Burke Lake Park’s campgrounds filled up last week with hundreds of Girl Scouts and Brownies looking to fine-tune their outdoor survival skills.
The girls participated in the weeklong Burke Lake Adventures Day Camp. The camp rounds up Girl Scouts and Girl Scout Brownies from the Girl Scout Council of the Nation’s Capital (GSCNC) to teach them more specialized skills than what they learn within their troops, said Elizabeth Gulding, director of the camp. This summer’s camp was all about insects, fishing and Native American lore. The Girl Scouts volunteer as teachers to their younger Brownie sisters, providing the young girls with mentor roles throughout the week.
"I love helping out and being with the little girls because they’re so much fun," said Sarah Ummen, 13.
Ummen, a student at Washington Irving Middle School in Springfield, said it’s rewarding to be able to teach the younger girls new skills. The girls earn patches called "try-its," literally meaning they’ve tried something new. And the younger girls definitely picked up new skills.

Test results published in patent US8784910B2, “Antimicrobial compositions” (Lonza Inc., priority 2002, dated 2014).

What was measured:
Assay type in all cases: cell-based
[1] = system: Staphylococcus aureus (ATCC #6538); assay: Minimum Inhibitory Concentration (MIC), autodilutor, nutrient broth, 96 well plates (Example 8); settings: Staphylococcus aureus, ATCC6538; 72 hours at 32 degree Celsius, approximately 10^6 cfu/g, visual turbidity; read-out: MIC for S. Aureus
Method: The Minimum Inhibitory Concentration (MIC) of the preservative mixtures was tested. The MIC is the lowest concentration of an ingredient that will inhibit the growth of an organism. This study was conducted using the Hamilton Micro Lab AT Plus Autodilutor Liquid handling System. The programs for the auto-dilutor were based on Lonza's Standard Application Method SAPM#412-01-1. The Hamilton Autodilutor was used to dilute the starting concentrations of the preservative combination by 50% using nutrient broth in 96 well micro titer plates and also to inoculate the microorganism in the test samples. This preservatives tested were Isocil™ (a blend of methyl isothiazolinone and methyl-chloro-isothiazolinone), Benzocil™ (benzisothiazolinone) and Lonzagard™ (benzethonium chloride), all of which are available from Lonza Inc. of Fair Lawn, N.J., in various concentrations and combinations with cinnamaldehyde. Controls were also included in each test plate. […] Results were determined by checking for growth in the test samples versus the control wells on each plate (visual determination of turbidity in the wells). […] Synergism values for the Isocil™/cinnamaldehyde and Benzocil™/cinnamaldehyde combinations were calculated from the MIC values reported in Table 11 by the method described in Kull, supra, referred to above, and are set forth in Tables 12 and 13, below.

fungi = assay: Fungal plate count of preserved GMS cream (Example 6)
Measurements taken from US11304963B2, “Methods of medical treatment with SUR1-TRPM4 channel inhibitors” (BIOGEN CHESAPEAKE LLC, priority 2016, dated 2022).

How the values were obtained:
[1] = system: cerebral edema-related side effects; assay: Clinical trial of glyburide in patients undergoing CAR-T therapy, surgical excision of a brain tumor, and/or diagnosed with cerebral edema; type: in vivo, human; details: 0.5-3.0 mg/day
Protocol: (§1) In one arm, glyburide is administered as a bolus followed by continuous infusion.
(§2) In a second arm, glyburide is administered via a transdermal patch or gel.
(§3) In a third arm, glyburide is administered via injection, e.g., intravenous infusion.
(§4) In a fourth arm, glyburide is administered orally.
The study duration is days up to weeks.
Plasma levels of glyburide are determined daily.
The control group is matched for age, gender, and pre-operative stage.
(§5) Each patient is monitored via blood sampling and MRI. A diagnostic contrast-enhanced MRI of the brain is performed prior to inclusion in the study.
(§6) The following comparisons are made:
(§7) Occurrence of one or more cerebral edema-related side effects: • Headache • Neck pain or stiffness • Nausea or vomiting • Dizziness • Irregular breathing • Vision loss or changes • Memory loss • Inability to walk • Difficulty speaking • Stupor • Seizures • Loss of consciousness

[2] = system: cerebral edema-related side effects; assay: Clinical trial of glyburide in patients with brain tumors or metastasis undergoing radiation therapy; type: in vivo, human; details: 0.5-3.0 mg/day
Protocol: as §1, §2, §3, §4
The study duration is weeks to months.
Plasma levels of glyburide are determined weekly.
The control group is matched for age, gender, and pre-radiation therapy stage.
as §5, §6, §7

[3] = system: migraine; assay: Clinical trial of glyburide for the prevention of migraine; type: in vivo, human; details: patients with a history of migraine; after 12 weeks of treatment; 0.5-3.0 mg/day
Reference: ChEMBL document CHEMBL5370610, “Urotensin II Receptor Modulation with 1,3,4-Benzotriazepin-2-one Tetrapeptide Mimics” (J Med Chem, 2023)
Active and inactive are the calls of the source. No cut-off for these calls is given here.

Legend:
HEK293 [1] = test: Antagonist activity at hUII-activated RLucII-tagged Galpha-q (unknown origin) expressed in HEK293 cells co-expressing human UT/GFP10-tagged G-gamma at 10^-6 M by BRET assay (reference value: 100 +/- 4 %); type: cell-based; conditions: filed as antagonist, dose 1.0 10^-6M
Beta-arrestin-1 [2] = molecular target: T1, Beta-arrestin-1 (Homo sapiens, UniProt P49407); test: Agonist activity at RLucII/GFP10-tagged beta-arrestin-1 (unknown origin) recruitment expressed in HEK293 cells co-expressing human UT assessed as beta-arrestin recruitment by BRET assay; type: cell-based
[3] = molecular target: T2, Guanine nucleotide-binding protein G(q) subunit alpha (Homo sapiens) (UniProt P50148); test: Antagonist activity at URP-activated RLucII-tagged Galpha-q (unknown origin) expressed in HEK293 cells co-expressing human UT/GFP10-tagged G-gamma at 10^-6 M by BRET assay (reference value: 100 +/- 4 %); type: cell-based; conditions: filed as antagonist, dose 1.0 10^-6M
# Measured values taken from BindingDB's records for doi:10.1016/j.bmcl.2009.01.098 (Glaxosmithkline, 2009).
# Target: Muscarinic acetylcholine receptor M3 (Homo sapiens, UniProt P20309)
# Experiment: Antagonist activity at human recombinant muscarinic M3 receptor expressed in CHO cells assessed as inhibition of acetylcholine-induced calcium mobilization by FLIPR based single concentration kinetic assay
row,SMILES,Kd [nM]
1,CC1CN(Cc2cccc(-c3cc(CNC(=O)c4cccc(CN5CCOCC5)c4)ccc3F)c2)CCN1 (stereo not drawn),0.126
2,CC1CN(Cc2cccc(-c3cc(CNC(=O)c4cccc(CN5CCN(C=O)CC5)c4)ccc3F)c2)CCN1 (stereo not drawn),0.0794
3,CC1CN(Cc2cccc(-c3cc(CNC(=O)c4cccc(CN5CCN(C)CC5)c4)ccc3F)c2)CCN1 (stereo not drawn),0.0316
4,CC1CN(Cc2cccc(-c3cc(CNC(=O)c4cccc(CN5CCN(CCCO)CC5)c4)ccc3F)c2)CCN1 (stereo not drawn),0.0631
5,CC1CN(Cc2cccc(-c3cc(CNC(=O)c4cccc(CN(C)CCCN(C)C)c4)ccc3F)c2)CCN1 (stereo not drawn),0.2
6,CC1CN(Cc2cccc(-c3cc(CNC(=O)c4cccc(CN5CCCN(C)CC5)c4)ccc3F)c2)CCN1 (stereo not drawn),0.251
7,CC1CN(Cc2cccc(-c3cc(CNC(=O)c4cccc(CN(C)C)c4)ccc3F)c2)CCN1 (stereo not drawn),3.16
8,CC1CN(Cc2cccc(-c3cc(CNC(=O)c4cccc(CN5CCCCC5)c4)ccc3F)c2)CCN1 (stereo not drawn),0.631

On the last day of camp, several Brownies recalled some of the new information they picked up during the week. As Georgia cast her fishing line into Burke Lake, other Brownies recalled what they learned during the week.
"We learned about bugs," said Krista Brezynski, 6. "Some bugs have eight legs."
Julia Luce, 7, said she learned about the native dress that Indian children wear, but that her favorite part of the camp was the fishing. Gulding said it was the first year the GSCNC tried fishing at the camp. The girls are so young, so they were a little concerned about having fishhooks flying around. But with parent and Girl Scout volunteers, the fishing remained safe and fun for everyone, she said.
The Virginia Department of Games and Fish came in and spoke to the girls in the beginning of the week. The department loaned the camp fishing poles and taught them about the types of fish they could catch in Burke Lake.
The overall goal of the camp is to help the younger girls become more self-sufficient and confident, said Gulding. The camp provides a place for them to make new friends and learn things together.
"We want to provide them with new opportunities that they don’t get in other settings," said Gulding.
For the older Girl Scouts who volunteer, like Sarah, it’s a way to provide community service and mentor the girls. They lead them in songs, games and arts and crafts, all while earning some community service hours as Girl Scouts.
"It feels nice to help out the community," she said.